Basics of Harmonic Minor Scale Patterns on the Guitar

When you’re ready to cover the entire fretboard on the guitar with the harmonic minor scale, you have a couple of choices to make. First, you have to decide how you want to organize the notes of the harmonic minor scale into patterns.

To keep things simple, here are you five patterns. Over time, these patterns will start to run together, and you’ll stop thinking of them in only the five forms shown here.

After you choose which patterns you want to practice with, you need to decide which fingerings to use. You don’t have to use all the patterns shown here or even all the parts of each pattern. Most guitarists find a few that they feel most comfortable using. So the process of learning harmonic minor scale patterns is really about exploring your options and deciding what works best for you.

How to pick out patterns

The first diagram shows you all the notes of A harmonic minor across the whole fretboard. The second through sixth diagrams break the scale into five different positions or patterns. The last diagram is a variation on the first pattern (the one in the open position in the second diagram). You can continue to connect patterns until you either run out of fretboard or can’t reach any higher.

[Credit:     Illustration courtesy of Desi Serna]
Credit:     Illustration courtesy of Desi Serna

Notice that the patterns in don’t have numbers assigned to them. If you ever see these patterns paired with numbers, they’re arbitrary and simply for reference.

You can see an example in Full Harmonic Minor Scale Patterns.

How to focus on fingering

With the harmonic minor scale, some strings have four notes on them. You can try fretting groups of four by using fingers 1-1-3-4, but as with all fingerings, the exact fingering you use is really a matter of preference. So take some time to figure out what works best for you.

Here is one fingering example. This is the pattern that fits over an Em form barre chord. Numbers here represent the four fingers on your fretting hand.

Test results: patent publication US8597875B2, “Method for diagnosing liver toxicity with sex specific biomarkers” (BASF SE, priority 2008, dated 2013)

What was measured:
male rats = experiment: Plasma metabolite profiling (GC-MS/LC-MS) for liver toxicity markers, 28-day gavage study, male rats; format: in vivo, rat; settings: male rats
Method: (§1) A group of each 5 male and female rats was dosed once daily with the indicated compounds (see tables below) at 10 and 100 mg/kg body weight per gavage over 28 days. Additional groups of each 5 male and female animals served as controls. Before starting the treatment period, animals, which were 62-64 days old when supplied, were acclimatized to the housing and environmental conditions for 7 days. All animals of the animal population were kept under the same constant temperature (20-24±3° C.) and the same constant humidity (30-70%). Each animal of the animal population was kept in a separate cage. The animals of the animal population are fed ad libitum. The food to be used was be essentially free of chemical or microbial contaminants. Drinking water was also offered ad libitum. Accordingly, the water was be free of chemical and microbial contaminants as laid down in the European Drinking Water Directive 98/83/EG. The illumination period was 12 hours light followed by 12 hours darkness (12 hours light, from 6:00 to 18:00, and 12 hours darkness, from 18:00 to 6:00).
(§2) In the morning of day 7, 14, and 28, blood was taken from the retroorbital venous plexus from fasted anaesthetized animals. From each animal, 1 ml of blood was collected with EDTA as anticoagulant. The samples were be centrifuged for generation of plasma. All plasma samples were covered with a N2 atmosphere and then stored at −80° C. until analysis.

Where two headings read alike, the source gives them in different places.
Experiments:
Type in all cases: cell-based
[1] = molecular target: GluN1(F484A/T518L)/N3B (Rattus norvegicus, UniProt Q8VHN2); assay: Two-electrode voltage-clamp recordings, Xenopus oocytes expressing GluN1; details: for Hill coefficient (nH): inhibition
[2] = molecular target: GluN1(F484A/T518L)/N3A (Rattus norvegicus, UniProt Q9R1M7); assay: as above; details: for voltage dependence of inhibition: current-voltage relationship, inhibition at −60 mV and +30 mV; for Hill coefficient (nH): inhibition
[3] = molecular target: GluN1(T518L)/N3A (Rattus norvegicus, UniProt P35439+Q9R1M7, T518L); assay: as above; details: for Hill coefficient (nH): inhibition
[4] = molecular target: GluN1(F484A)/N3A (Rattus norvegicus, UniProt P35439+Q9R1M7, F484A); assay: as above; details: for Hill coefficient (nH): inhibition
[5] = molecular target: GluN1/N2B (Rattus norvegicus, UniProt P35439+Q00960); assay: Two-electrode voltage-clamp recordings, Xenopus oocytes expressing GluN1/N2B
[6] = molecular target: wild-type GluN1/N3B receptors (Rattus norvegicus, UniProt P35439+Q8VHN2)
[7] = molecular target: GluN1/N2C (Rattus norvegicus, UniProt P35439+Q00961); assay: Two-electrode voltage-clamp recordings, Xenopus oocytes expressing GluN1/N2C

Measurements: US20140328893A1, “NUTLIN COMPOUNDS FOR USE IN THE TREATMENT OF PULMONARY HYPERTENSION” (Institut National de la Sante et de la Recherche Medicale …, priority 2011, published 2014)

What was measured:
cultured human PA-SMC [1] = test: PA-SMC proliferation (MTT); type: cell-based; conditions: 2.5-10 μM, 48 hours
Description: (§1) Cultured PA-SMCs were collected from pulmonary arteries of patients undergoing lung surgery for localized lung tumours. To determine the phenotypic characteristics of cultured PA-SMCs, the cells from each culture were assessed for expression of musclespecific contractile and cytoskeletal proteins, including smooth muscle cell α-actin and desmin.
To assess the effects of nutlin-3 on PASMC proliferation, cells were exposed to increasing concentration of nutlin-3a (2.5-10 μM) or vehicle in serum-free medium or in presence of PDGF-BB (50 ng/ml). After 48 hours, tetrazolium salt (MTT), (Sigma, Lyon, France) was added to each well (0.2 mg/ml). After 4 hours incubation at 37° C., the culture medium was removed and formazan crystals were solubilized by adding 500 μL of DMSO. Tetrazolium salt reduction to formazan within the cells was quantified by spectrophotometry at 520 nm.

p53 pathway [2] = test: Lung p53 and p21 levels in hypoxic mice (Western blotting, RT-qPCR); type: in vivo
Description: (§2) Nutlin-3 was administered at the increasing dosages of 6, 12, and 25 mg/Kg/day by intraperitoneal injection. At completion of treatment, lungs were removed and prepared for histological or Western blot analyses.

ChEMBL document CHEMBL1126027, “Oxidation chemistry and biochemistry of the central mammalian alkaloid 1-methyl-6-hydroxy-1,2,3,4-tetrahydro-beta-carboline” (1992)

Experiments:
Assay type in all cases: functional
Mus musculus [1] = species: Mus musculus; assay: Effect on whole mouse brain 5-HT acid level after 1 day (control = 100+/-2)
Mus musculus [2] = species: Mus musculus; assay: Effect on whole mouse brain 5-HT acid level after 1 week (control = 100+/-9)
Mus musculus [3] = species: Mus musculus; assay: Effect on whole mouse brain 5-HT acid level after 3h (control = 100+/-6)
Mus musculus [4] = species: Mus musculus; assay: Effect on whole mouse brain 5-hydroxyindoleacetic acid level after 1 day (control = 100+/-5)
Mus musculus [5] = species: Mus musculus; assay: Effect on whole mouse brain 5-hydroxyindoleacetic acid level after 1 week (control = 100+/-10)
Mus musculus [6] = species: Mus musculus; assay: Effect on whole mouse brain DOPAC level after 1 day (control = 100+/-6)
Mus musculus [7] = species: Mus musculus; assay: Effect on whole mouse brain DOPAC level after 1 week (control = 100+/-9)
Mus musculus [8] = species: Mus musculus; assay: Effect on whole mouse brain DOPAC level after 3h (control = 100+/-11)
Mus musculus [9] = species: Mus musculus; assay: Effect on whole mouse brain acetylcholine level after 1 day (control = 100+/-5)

[Credit:     Illustration courtesy of Desi Serna]
Credit:     Illustration courtesy of Desi Serna

Practice, practice, practice!

Even after you understand how to play the harmonic minor scale, you may be unsure about how to actually use it to make your solos sound good. This is where practicing different songs that use the harmonic minor can help you.

All harmonic minor songs have melodies, riffs, guitar solos, and bass lines that can help you work on different licks and phrases. Get their recordings and guitar tabs to start working out their various parts.

After you learn a particular part, practice playing it along with the song. Mix the licks and phrases up, playing them in different orders. Try similar licks and phrases on different songs in the same key or transpose them to other keys. Just make sure you apply the harmonic minor only to the V7 chord.

Mastering the complete harmonic minor scale is a slow, gradual process that requires a lot of work, so don’t give up when the going gets tough!

How to transpose the harmonic minor scale to new keys

When you’re comfortable playing in the key of A harmonic minor, you can start the patterns in a different position and play in other keys. Just keep track of where the scale tonic is in each pattern, specifically the tonics that land on the 6th and 5th strings, the strings most ­guitarists use to track scales and chords on the fretboard.

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